LAHORE, July 10: Veteran poet, short story and drama writer and columnist Ahmed Nadeem Qasmi, who died here on Monday morning of asthmatic problems after a short illness, was laid to rest in a local graveyard. He was 89.

Qasmi Sahib had been admitted to the Punjab Institute of Cardiology on Saturday with complaints of asthmatic and cardiac discomfort. His condition worsened on Sunday and he breathed his last at 9am on Monday.

He has left behind a daughter and a son.

His funeral prayers were offered at 5:30pm at an Imam Bargah opposite his house in what was once the local literati’s hub, Ghalib Colony, in Samanabad. He was later laid to rest at a nearby graveyard.

Government officials, including the Punjab governor, and people from literary and art circles and politicians attended the funeral in large numbers.

Among the literati coming to Lahore from Islamabad and elsewhere to pay their last respects were Fateh Mohammed Malik, Iftikhar Arif, Kishwar Nahid and Mansha Yaad.

The Lahore-based writers, poets and intellectuals who attended the last rites included Bano Qudsia, I. A. Rahman, Intizar Hussain, Munnoo Bhai, Dr Sohail Ahmed Khan, Dr Saleem Akhtar, Masood Ash’ar, Amjad Islam Amjad, Asghar Nadeem Syed and artist Mujid. Former Punjab governor Ghulam Mustafa Khar also attended the funeral prayer.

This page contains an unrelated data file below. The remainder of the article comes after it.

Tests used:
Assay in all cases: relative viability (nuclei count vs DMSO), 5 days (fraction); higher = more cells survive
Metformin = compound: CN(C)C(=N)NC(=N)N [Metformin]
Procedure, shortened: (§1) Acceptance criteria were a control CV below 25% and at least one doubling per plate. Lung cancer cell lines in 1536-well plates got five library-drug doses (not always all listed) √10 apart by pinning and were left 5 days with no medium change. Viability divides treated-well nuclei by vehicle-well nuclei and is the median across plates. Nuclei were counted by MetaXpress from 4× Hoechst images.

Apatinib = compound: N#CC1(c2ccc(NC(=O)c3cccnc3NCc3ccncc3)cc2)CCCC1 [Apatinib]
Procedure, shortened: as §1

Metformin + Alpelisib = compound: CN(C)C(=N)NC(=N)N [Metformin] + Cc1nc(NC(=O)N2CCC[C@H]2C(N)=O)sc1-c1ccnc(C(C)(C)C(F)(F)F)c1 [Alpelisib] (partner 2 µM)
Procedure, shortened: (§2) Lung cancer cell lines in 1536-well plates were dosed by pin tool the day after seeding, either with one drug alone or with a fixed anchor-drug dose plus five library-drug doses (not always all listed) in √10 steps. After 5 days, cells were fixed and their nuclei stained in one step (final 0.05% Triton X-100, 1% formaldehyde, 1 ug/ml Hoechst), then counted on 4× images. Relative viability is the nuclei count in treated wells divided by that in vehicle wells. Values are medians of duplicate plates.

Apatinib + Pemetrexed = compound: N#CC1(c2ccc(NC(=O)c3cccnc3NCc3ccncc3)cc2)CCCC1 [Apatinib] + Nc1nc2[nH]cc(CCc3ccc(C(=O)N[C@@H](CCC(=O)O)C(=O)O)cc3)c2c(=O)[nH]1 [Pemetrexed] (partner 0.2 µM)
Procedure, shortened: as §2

Chief Minister Pervaiz Ellahi has condoled the death of Mr Qasmi, terming it the biggest loss to Urdu literature since Faiz Ahmed Faiz. “He was the only one who stood at the top of the ladder in both poetry and prose. With his death has come to an end an entire era in Urdu literature,” he added.

Among the many laurels garnered by the senior man of letters, Qasmi Sahib was also the recipient of the President’s Pride of Performance (1968) and the Pakistan Academy of Letters’ lifetime achievement awards and the country’s highest civil honour, the Sitara-i-Imtiaz, for literature.

During his long career as writer and editor, Qasmi Sahib had the distinction of having edited many prestigious journals, including Phool, Tehzeeb-i-Niswaan, Adab-i-Lateef, Savera, Naqoosh and his own brainchild Fanoon. He also served as the editor of the prestigious (now defunct) Urdu daily Imroze.

His best known collections include Jalal-o-Jamal, Shola-i-Gul and Kisht-i-Wafa (poetry), Chopaal, Sannata, and Kapaas ka Phool (short story collections).

Updated Jul 11, 2006 12:00am

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